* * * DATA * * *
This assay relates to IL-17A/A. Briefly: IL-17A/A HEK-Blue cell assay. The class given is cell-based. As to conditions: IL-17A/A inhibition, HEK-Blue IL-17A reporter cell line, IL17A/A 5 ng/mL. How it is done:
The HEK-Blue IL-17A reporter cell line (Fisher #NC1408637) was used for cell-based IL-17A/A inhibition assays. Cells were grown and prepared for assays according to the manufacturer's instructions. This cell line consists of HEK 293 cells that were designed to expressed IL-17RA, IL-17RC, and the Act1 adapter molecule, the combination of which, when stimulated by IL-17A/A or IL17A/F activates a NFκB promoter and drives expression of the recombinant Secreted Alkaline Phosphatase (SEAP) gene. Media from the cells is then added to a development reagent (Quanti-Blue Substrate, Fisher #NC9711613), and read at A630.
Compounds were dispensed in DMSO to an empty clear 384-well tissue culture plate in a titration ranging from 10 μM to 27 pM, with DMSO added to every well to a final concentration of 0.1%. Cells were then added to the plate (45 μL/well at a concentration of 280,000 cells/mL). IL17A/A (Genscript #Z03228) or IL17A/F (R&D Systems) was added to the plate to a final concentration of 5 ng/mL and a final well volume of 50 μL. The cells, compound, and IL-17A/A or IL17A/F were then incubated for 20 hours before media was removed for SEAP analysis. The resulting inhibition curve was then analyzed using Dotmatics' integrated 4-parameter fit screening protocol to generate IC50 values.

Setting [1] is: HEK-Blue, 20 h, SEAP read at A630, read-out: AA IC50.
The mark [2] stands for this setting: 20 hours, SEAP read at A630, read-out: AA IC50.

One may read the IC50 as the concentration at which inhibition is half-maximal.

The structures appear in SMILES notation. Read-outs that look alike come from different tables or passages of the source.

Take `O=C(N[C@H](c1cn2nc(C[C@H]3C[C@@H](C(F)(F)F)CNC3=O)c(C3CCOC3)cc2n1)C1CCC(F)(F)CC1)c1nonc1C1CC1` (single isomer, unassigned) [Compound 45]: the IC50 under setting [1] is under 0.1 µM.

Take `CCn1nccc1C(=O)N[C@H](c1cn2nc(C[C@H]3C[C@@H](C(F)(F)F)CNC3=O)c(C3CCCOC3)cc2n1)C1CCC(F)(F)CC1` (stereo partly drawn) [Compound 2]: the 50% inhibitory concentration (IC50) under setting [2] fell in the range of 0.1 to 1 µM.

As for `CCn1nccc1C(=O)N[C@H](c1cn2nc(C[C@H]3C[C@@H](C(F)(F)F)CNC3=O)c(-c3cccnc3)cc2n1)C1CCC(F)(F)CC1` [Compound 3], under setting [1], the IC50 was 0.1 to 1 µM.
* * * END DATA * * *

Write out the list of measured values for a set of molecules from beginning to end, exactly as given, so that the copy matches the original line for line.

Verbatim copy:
This assay relates to IL-17A/A. Briefly: IL-17A/A HEK-Blue cell assay. The class given is cell-based. As to conditions: IL-17A/A inhibition, HEK-Blue IL-17A reporter cell line, IL17A/A 5 ng/mL. How it is done:
The HEK-Blue IL-17A reporter cell line (Fisher #NC1408637) was used for cell-based IL-17A/A inhibition assays. Cells were grown and prepared for assays according to the manufacturer's instructions. This cell line consists of HEK 293 cells that were designed to expressed IL-17RA, IL-17RC, and the Act1 adapter molecule, the combination of which, when stimulated by IL-17A/A or IL17A/F activates a NFκB promoter and drives expression of the recombinant Secreted Alkaline Phosphatase (SEAP) gene. Media from the cells is then added to a development reagent (Quanti-Blue Substrate, Fisher #NC9711613), and read at A630.
Compounds were dispensed in DMSO to an empty clear 384-well tissue culture plate in a titration ranging from 10 μM to 27 pM, with DMSO added to every well to a final concentration of 0.1%. Cells were then added to the plate (45 μL/well at a concentration of 280,000 cells/mL). IL17A/A (Genscript #Z03228) or IL17A/F (R&D Systems) was added to the plate to a final concentration of 5 ng/mL and a final well volume of 50 μL. The cells, compound, and IL-17A/A or IL17A/F were then incubated for 20 hours before media was removed for SEAP analysis. The resulting inhibition curve was then analyzed using Dotmatics' integrated 4-parameter fit screening protocol to generate IC50 values.

Setting [1] is: HEK-Blue, 20 h, SEAP read at A630, read-out: AA IC50.
The mark [2] stands for this setting: 20 hours, SEAP read at A630, read-out: AA IC50.

One may read the IC50 as the concentration at which inhibition is half-maximal.

The structures appear in SMILES notation. Read-outs that look alike come from different tables or passages of the source.

Take `O=C(N[C@H](c1cn2nc(C[C@H]3C[C@@H](C(F)(F)F)CNC3=O)c(C3CCOC3)cc2n1)C1CCC(F)(F)CC1)c1nonc1C1CC1` (single isomer, unassigned) [Compound 45]: the IC50 under setting [1] is under 0.1 µM.

Take `CCn1nccc1C(=O)N[C@H](c1cn2nc(C[C@H]3C[C@@H](C(F)(F)F)CNC3=O)c(C3CCCOC3)cc2n1)C1CCC(F)(F)CC1` (stereo partly drawn) [Compound 2]: the 50% inhibitory concentration (IC50) under setting [2] fell in the range of 0.1 to 1 µM.

As for `CCn1nccc1C(=O)N[C@H](c1cn2nc(C[C@H]3C[C@@H](C(F)(F)F)CNC3=O)c(-c3cccnc3)cc2n1)C1CCC(F)(F)CC1` [Compound 3], under setting [1], the IC50 was 0.1 to 1 µM.